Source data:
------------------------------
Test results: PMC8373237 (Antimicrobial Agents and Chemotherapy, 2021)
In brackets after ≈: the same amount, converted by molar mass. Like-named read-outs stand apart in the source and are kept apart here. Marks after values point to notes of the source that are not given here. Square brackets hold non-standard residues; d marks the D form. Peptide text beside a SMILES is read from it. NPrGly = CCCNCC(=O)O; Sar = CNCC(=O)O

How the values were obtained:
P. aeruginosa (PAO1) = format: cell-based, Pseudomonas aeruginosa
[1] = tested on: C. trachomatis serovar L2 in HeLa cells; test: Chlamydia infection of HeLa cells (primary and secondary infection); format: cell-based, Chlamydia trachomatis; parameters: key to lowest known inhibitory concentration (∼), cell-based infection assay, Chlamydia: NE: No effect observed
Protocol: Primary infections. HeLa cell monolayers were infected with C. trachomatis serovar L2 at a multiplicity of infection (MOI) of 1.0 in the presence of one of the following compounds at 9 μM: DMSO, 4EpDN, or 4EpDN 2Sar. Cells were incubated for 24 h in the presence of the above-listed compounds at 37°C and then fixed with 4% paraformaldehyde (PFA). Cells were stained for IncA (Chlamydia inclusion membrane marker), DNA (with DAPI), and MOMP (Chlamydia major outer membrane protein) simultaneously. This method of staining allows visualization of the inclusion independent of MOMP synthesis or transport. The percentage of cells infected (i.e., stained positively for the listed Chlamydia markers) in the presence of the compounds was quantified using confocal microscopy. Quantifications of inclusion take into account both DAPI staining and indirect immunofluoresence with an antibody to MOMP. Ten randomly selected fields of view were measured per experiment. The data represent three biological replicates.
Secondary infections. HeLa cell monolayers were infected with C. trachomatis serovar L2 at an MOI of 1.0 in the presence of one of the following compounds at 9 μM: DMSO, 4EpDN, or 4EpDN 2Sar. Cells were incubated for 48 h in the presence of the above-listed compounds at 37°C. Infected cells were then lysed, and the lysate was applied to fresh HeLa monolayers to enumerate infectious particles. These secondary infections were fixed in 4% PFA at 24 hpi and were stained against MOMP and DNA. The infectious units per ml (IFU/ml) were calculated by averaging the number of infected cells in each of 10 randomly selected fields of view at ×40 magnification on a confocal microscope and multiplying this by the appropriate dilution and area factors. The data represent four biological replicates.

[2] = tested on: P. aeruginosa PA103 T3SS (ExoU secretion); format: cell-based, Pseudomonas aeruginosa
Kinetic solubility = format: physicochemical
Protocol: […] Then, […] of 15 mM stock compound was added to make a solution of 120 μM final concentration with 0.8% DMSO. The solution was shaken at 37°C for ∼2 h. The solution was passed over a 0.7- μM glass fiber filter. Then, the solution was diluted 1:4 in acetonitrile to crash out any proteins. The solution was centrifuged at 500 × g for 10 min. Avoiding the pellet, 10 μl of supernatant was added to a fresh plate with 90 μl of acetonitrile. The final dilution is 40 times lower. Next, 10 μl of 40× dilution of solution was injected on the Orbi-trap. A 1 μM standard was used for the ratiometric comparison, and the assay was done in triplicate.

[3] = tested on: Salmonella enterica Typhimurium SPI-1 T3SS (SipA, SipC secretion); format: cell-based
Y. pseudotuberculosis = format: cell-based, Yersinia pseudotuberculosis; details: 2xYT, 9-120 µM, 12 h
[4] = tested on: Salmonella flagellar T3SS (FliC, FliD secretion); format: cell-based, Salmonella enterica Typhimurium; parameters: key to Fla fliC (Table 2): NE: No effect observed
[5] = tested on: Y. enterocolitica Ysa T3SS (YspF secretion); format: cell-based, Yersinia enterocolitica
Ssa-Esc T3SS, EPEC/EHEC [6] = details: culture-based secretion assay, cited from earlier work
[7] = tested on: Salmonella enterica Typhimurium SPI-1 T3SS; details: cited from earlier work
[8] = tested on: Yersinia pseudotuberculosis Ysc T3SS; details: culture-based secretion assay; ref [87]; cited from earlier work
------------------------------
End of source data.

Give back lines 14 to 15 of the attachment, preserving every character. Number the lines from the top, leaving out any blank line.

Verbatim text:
[5] = tested on: Y. enterocolitica Ysa T3SS (YspF secretion); format: cell-based, Yersinia enterocolitica
Ssa-Esc T3SS, EPEC/EHEC [6] = details: culture-based secretion assay, cited from earlier work